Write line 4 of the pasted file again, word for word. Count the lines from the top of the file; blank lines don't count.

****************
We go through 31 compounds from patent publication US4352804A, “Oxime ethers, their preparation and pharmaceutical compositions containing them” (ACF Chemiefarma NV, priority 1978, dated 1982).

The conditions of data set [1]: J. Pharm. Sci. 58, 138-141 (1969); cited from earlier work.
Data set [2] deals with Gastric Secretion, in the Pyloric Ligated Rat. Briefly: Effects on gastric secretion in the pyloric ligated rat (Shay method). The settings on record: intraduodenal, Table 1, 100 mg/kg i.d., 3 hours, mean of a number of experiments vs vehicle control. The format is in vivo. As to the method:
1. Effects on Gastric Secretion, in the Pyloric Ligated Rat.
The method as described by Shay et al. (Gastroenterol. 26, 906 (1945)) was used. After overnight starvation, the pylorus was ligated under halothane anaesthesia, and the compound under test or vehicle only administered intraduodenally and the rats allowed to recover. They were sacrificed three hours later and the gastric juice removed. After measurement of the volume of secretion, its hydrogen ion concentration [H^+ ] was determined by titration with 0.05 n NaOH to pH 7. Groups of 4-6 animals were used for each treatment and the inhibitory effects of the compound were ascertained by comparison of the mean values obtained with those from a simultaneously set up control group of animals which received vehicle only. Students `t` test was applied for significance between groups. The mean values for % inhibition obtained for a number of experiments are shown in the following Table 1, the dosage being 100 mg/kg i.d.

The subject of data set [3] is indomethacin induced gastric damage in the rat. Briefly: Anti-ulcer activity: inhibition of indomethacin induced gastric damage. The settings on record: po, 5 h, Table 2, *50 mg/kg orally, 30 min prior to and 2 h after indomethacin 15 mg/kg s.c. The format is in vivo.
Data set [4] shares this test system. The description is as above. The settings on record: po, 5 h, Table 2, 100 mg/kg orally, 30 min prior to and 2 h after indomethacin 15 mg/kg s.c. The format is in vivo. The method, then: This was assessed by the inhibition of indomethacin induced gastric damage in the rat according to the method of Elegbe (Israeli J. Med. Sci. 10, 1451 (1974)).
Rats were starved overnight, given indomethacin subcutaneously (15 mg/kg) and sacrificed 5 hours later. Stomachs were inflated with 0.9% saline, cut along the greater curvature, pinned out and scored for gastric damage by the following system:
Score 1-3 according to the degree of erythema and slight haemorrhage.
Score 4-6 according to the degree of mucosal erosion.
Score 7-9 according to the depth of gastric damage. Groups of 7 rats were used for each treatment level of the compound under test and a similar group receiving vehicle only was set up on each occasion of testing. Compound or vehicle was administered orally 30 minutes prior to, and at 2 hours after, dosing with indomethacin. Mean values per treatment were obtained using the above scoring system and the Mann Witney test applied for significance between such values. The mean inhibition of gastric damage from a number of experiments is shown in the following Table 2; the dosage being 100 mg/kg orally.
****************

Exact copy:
1. Effects on Gastric Secretion, in the Pyloric Ligated Rat.